A Fuzzy Fluctuation Smoothing Rule for Job Dispatching in a Wafer Fabrication Factory: A Simulation Study

A Fuzzy Fluctuation Smoothing Rule for Job Dispatching in a Wafer Fabrication Factory: A Simulation Study

Toly Chen
Copyright: © 2012 |Pages: 17
DOI: 10.4018/ijfsa.2012100103
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Job dispatching in a wafer fabrication factory is a difficult task, mainly due to the complexity of the production system and the uncertainty involved in the production activities. Recently, a number of advanced dispatching rules were proposed, which estimate the remaining cycle times of jobs. This predictive nature is conducive to the effectiveness of these rules. If the uncertainty in the remaining cycle time can be better considered, incorrect scheduling will possibly be reduced. The tailored nonlinear fluctuation smoothing rule for mean cycle time (TNFSMCT) is fuzzified in this study, by expressing the remaining cycle time with a fuzzy value. The effectiveness of the proposed methodology is illustrated with a simulation study.
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A wafer fabrication factory is a very complicated manufacturing system. A job/lot in a wafer fabrication factory consists of 20~30 wafers that are handled or fabricated together. An operation refers to a wafer fabrication step. The process of a job contains all the steps it has to go through. In the basic wafer fabrication process, every job must go through hundreds of steps, and these steps are classified into basic categories (like photolithography, etching, stripping, etc.). As a result, a certain operation might be performed multiple times in the same job. In other words a job may have to visit the same workstation more than once for the same operation. For this reason a wafer fabrication factory is called a re-entrant production system. The cycle time to complete all operations for a job is usually up to several months, accompanied by the imbalance of capacity and batch production, which results in the accumulation of the work-in-progress (WIP). Consequently, reducing the cycle time is a critical task in managing a wafer fabrication factory (Ashok & Samuel, 2011), especially in a mass production setting such as in a memory fabrication factory. On the other hand, meeting due dates is of critical importance in low-volume as well as high-variety settings such as in the fabrication of application-specific integrated-circuits (ASIC) fabrication factory (Kim et al., 2001).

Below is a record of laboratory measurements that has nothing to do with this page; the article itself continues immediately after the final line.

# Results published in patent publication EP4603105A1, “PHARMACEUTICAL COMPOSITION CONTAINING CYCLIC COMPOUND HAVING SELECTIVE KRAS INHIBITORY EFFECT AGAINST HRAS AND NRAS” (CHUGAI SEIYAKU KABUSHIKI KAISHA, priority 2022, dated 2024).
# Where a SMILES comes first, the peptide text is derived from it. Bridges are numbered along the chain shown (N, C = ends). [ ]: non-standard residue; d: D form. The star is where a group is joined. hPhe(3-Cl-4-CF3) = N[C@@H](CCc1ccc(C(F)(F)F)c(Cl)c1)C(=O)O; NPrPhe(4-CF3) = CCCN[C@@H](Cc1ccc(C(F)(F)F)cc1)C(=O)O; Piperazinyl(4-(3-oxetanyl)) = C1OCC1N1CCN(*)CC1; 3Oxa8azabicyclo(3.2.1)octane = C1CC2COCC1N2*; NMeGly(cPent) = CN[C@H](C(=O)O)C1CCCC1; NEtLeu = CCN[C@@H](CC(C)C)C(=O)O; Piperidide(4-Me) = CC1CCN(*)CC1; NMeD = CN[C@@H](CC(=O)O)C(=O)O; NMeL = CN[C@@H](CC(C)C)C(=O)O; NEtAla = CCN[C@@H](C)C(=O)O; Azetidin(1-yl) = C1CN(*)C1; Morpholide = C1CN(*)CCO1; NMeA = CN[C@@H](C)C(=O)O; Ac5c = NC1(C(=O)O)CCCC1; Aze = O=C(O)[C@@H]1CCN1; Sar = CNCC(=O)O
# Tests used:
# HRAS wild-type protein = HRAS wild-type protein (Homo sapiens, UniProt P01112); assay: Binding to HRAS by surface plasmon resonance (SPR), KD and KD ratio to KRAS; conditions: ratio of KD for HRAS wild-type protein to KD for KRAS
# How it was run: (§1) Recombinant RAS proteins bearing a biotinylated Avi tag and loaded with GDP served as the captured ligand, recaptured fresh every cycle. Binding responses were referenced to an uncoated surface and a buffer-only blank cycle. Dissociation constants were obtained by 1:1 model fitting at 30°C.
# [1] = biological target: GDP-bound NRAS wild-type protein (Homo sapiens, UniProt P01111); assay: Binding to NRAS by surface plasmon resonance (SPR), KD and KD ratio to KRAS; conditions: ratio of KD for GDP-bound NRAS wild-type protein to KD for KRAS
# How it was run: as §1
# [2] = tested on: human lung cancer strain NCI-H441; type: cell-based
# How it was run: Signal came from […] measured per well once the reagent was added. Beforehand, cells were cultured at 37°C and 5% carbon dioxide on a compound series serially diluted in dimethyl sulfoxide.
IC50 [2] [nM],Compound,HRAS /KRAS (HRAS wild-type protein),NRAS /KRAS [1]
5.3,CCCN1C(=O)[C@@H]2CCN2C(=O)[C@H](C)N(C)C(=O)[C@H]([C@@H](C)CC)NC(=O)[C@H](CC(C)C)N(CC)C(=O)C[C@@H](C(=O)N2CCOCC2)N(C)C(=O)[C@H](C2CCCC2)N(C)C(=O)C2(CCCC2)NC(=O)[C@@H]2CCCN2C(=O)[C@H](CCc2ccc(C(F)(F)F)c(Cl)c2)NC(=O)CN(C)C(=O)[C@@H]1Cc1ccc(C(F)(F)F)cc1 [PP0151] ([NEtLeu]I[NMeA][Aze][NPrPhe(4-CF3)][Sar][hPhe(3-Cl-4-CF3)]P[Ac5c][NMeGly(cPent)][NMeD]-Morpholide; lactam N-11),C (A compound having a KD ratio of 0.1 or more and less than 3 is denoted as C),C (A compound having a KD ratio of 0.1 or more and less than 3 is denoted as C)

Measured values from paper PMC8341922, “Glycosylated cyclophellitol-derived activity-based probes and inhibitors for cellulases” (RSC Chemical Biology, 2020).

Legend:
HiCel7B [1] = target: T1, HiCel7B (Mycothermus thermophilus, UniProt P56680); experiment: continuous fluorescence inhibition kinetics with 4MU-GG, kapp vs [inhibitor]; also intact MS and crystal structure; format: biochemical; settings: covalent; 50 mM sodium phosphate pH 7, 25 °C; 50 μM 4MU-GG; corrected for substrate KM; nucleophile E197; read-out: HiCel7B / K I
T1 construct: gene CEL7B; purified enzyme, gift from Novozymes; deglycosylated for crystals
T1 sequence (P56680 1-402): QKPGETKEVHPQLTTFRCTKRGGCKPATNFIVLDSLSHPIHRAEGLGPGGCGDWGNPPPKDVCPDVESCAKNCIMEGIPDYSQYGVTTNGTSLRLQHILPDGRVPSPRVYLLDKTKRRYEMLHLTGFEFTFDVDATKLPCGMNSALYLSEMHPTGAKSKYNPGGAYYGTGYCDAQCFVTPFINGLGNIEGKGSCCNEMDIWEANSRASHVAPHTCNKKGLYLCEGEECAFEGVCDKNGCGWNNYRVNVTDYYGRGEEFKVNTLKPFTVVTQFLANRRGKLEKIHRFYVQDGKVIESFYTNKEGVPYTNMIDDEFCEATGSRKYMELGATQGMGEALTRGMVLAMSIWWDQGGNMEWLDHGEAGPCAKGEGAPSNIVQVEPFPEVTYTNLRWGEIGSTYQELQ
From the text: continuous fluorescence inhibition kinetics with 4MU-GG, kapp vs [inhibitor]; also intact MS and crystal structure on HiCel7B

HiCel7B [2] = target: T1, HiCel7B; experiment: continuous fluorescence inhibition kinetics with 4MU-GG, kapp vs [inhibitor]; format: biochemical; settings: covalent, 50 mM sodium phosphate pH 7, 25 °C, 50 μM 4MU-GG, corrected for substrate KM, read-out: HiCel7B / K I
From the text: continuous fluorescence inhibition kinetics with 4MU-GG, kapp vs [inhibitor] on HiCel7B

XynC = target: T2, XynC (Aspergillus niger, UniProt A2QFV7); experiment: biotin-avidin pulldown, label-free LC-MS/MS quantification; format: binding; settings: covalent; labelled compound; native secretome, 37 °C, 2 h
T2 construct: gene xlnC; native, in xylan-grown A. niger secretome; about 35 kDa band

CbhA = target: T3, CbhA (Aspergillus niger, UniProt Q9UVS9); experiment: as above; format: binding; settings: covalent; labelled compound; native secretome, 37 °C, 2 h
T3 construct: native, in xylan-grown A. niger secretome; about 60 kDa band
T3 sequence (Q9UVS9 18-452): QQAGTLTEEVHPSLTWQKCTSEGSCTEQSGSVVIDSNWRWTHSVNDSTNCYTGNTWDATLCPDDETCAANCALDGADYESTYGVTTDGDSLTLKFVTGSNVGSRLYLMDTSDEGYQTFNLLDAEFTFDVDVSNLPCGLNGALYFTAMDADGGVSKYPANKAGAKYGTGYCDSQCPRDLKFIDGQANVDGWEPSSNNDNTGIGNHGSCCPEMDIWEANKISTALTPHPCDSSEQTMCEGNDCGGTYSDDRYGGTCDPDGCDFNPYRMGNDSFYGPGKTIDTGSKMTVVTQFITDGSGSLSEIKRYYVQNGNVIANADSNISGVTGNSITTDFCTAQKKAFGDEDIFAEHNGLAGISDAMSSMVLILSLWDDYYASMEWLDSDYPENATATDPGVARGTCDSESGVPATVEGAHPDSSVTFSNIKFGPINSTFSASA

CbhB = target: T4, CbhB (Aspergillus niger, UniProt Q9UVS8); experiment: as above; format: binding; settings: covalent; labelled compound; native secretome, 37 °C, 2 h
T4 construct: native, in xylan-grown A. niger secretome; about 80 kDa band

Kim et al. (2001) classified the scheduling problems in a wafer fabrication factory into three main categories: job release control, job scheduling for serial processing workstations, and batch scheduling for batch processing workstations. Job scheduling approaches can also be divided into global approaches and local approaches. Local approaches are usually focused on photolithography workstations (Wu et al., 2006), while global approaches can theoretically be applied to all types of workstations in a wafer fabrication factory.

Some studies (e.g., Berry & Rao, 1975; Lu et al., 1994; Wein, 1998) have shown that applying a traditional dispatching rule (such as first-in first out (FIFO), earliest due date (EDD), least slack (LS), shortest processing time (SPT), shortest remaining processing time (SRPT), critical ratio (CR), FIFO+, SRPT+, and SRPT++) to a wafer fabrication factory does not lead to very good results. Nevertheless, research in scheduling a wafer fabrication factory using a dispatching rule has become very important lately (Gupta & Sivakumar, 2006). In addition, in many wafer fabrication factory scheduling systems were installed more than five years ago. Although these systems are considered “satisfactory”, it is believed that they can be improved to provide more benefits, especially the scheduling/dispatching rules, testing environments, and the reporting tools (Pfund et al., 2008).

According to Chen (2009d), there are some problems facing the dispatching rules. First of all, not only the requirements of the jobs to be handled by the same machine but also the condition of the entire fabrication factory needs to be taken into consideration. Second, the dispatching rule must be tailored for the specific wafer fabrication factory. Third, the performance of a static dispatching rule is susceptible to changes in the production conditions, while a dynamic dispatching rule that incorporates stochastic variables will be more robust. Examples of dynamic dispatching rules include the fluctuation smoothing (FS) rules, the fluctuation smoothing policy for variance of cycle time (FSVCT) and the fluctuation smoothing policy for mean cycle time (FSMCT). However, these dynamic dispatching rules use the average values from the statistics for these stochastic variables, and as such are not very responsive to environmental changes. In addition, many dispatching rules are focused on a single performance measure, and minimizing any performance measure in such a complex job shop is strongly NP-hard. Nevertheless, optimizing multiple performance measures are still being pursued as well. In recent years, several advanced scheduling or dispatching algorithms have been proposed and some were successfully implemented in wafer fabrication factories as described below.

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